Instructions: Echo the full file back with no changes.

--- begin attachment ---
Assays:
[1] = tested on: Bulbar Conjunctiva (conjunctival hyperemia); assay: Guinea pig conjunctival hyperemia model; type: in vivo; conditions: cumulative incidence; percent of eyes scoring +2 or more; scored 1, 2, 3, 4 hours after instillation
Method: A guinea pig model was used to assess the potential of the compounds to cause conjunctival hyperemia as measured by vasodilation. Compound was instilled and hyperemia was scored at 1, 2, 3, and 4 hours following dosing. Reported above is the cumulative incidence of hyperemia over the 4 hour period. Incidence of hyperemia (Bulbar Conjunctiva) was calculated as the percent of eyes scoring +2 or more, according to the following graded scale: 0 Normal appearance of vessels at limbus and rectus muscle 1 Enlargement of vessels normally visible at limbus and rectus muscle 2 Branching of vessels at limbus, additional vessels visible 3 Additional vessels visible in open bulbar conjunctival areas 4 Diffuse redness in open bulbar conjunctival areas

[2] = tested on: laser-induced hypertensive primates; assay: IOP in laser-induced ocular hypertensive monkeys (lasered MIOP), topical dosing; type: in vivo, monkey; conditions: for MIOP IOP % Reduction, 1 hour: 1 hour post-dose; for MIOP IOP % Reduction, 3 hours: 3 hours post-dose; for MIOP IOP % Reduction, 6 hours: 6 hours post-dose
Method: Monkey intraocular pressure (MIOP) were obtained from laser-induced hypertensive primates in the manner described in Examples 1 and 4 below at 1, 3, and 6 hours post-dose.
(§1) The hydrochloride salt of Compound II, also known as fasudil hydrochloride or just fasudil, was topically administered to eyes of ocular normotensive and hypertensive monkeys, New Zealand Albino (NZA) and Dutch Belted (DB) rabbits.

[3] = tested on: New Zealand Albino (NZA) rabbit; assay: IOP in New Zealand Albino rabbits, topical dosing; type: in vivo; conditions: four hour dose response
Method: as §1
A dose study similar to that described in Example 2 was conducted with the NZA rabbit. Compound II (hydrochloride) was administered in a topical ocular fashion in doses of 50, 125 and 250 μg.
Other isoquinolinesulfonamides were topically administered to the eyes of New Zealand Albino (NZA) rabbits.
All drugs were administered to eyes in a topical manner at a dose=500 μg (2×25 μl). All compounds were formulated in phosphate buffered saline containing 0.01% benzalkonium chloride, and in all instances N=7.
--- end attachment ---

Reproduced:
Assays:
[1] = tested on: Bulbar Conjunctiva (conjunctival hyperemia); assay: Guinea pig conjunctival hyperemia model; type: in vivo; conditions: cumulative incidence; percent of eyes scoring +2 or more; scored 1, 2, 3, 4 hours after instillation
Method: A guinea pig model was used to assess the potential of the compounds to cause conjunctival hyperemia as measured by vasodilation. Compound was instilled and hyperemia was scored at 1, 2, 3, and 4 hours following dosing. Reported above is the cumulative incidence of hyperemia over the 4 hour period. Incidence of hyperemia (Bulbar Conjunctiva) was calculated as the percent of eyes scoring +2 or more, according to the following graded scale: 0 Normal appearance of vessels at limbus and rectus muscle 1 Enlargement of vessels normally visible at limbus and rectus muscle 2 Branching of vessels at limbus, additional vessels visible 3 Additional vessels visible in open bulbar conjunctival areas 4 Diffuse redness in open bulbar conjunctival areas

[2] = tested on: laser-induced hypertensive primates; assay: IOP in laser-induced ocular hypertensive monkeys (lasered MIOP), topical dosing; type: in vivo, monkey; conditions: for MIOP IOP % Reduction, 1 hour: 1 hour post-dose; for MIOP IOP % Reduction, 3 hours: 3 hours post-dose; for MIOP IOP % Reduction, 6 hours: 6 hours post-dose
Method: Monkey intraocular pressure (MIOP) were obtained from laser-induced hypertensive primates in the manner described in Examples 1 and 4 below at 1, 3, and 6 hours post-dose.
(§1) The hydrochloride salt of Compound II, also known as fasudil hydrochloride or just fasudil, was topically administered to eyes of ocular normotensive and hypertensive monkeys, New Zealand Albino (NZA) and Dutch Belted (DB) rabbits.

[3] = tested on: New Zealand Albino (NZA) rabbit; assay: IOP in New Zealand Albino rabbits, topical dosing; type: in vivo; conditions: four hour dose response
Method: as §1
A dose study similar to that described in Example 2 was conducted with the NZA rabbit. Compound II (hydrochloride) was administered in a topical ocular fashion in doses of 50, 125 and 250 μg.
Other isoquinolinesulfonamides were topically administered to the eyes of New Zealand Albino (NZA) rabbits.
All drugs were administered to eyes in a topical manner at a dose=500 μg (2×25 μl). All compounds were formulated in phosphate buffered saline containing 0.01% benzalkonium chloride, and in all instances N=7.